On the other hand, if you’re feeling inhibited about making imaginative leaps, writing for children could provide you with a challenging stretch.  Think adventure, and the language of ‘let’s pretend’, then look at each picture as a frozen moment, and imagine what will happen next…

The golden rule is, no cutting corners, create your logic and follow it through to a feasible conclusion that doesn’t explain everything by saying, ‘and then he woke up’.

*Point-of-view.

The writing tight-rope

Here’s something that I believe: the best stories are written from the heart.  But what does that mean?

tight rope 1Statements like that are tricky generalisations.  Do I mean that writers should always have an important message to deliver?  No, and no again.  Save me from fictional lectures, please.  That’s a blog post for another week.

What I mean by heart are stories that are rounded in the way that E.M. Forster said good main characters should be.  To read them is to exist within their reality , and when I’m writing, that’s what I aim to achieve.

Transporting someone into my fictional world is a tall order, so like most other writers, I’m always looking for the best way to do that. One method most of us try at some point is to draw from our life experiences: it fits with the principle of “writing what we know”.

Sounds simple, doesn’t it?  Well Hilary Mantel’s take on this is worth considering:

I have sat, at moments of purest heartbreak, in mental agony, and put my thoughts on paper, and then I have taken those thoughts and allocated them to one of my characters, largely for comic effect.

The heart, she seems to be saying, should not always translate directly onto the publictight rope page.

I take the warning.  I’ve dusted off an old diary and am seeing for myself that feelings at their purest, or rawest, tend to generate ‘purple’ prose, or poetry, with plenty of comic potential.  At the time it was a form of therapy, now it’s something I could transform: I can see segments that would help to round-out my imaginative writing.

It’s good to think that some of that energy might be used constructively after all.

 

 

 

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Playful neolexia.

OED

 

This week I’m setting a creative challenge.  It’s an apparently simple task, invent a word, and write the definition of it – as it would be entered in the Oxford English Dictionary.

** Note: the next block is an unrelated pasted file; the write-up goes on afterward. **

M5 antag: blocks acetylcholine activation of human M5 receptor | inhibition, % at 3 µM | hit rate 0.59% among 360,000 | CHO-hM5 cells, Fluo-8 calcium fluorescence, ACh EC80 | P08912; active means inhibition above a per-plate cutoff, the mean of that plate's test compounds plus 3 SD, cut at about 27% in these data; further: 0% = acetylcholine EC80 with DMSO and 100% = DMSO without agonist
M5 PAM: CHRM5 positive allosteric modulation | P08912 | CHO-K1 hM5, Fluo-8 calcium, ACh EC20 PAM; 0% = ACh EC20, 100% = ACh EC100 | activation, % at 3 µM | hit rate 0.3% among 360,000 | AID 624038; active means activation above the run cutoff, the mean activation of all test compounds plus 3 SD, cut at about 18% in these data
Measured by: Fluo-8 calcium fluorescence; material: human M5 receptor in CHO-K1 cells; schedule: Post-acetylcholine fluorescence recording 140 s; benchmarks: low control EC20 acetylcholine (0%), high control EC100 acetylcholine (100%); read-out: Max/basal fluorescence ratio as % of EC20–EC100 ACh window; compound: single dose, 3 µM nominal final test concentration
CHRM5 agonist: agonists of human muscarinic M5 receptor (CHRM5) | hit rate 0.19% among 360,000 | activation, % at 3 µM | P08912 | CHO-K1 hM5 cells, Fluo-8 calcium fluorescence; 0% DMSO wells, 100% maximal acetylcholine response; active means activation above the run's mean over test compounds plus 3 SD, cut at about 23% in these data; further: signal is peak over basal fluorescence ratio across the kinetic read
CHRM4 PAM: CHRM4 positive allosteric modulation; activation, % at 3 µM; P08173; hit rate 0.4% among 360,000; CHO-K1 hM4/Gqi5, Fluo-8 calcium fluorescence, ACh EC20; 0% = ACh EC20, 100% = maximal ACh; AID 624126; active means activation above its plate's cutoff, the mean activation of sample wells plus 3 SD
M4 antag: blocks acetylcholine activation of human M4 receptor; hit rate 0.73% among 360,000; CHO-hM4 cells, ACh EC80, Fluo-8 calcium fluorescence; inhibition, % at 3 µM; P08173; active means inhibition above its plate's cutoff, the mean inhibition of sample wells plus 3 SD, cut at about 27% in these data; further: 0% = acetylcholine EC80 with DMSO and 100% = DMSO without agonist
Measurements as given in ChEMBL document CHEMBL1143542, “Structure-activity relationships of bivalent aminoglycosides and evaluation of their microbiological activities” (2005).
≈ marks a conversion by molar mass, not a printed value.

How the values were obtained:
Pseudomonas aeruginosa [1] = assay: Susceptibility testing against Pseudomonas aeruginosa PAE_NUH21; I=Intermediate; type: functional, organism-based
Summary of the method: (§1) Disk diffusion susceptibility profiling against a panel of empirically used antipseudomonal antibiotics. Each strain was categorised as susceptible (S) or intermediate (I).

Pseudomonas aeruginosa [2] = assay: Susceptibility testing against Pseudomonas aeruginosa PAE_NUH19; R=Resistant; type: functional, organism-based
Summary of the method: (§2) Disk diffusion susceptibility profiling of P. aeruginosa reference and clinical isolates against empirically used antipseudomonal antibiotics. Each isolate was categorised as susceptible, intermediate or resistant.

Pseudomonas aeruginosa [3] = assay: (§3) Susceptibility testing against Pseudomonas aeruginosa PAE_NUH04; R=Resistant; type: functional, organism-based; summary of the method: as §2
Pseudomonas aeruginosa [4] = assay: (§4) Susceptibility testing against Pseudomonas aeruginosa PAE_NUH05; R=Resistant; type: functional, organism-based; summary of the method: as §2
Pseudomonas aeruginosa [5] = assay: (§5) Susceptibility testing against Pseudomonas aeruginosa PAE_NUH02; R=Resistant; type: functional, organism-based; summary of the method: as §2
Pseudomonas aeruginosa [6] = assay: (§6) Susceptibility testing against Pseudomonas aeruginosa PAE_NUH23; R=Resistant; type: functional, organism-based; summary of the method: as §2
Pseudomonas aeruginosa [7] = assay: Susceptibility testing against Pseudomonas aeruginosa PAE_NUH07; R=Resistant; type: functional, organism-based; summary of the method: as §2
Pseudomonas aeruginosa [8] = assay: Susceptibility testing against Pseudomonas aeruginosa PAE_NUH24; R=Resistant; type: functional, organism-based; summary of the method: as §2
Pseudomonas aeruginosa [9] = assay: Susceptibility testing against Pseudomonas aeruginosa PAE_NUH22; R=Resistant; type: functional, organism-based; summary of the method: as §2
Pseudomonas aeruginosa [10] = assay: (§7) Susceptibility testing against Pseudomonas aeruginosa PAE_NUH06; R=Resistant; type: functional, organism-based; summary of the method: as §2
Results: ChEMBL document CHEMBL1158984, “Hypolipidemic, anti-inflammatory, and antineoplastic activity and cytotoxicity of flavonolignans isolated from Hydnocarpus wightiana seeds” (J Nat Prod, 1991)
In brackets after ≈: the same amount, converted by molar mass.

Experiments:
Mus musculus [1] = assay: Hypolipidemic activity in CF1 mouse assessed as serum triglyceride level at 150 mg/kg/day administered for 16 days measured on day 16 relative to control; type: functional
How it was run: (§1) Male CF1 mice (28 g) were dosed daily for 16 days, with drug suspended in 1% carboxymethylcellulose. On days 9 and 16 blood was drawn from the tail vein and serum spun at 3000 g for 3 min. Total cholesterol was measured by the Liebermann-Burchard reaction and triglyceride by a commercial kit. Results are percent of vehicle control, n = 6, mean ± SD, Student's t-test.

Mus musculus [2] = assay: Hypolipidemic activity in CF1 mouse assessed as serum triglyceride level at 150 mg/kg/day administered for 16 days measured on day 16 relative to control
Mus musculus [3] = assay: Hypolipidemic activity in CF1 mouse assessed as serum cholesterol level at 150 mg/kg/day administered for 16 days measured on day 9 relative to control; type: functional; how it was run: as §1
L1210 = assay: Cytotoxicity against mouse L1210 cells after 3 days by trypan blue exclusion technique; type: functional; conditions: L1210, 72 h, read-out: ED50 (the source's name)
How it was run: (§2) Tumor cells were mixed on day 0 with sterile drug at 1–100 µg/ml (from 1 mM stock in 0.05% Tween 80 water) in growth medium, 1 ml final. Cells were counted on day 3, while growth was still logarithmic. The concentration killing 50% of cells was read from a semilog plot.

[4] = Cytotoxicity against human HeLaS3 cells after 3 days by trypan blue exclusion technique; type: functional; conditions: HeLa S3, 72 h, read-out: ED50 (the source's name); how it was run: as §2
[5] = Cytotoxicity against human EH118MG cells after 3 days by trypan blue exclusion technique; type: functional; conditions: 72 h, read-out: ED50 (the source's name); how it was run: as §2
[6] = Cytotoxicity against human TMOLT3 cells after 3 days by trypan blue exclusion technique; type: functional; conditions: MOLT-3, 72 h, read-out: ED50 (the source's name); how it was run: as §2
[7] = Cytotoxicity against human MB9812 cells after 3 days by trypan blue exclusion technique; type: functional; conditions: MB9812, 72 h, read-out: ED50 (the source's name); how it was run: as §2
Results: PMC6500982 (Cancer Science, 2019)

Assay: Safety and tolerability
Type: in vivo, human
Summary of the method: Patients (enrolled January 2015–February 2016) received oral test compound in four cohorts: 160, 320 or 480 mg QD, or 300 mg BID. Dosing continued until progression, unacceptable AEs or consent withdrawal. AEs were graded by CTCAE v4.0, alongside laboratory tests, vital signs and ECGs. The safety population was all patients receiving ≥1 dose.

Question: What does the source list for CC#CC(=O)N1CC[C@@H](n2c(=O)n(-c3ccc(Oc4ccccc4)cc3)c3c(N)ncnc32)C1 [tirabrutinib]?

That means that after you’ve explained its various meanings you need to show the history of your word.  So:

  • Where was it written?
  • Who wrote it?
  • What date was it first published?
  • Quote a line from the publication that shows how your word was used.
  • Include at least two more quotes from later publications that used your word and reference them with author, title and date.

This is a task that we were set on the Imaginative Writing BA, by the late Edmund Cusick.  So far as I’m aware, he created this exercise.

 

OED mantrap2

Inspired readings…

I’ve been reading a short story anthology called The New Uncanny this week.  There’s no horror in the amityville sense, nor gallons of gratuitous gore.  These gems, as the subtitle suggests, are Tales of Unease.

the new uncanny  ...tales of uneaseIn varying degrees, they sent tingles down my spine.  Some happened as I read, others were slow burners that seemed fairly innocuous in content, but resonated hours later.

And if you’ve ever wondered where such ideas come from, then try looking at the source of inspiration for these stories.  Comma Press commissioned fourteen established writers to create stories based on Freud’s 1919 essay, The Uncanny.

That fascinating piece of literary analysis was inspired by a 1906 essay, The Psychology of the Uncanny by Ernst Jentsch.  Both essays based their investigations on a story by E.T.A. Hoffman, The Sandman.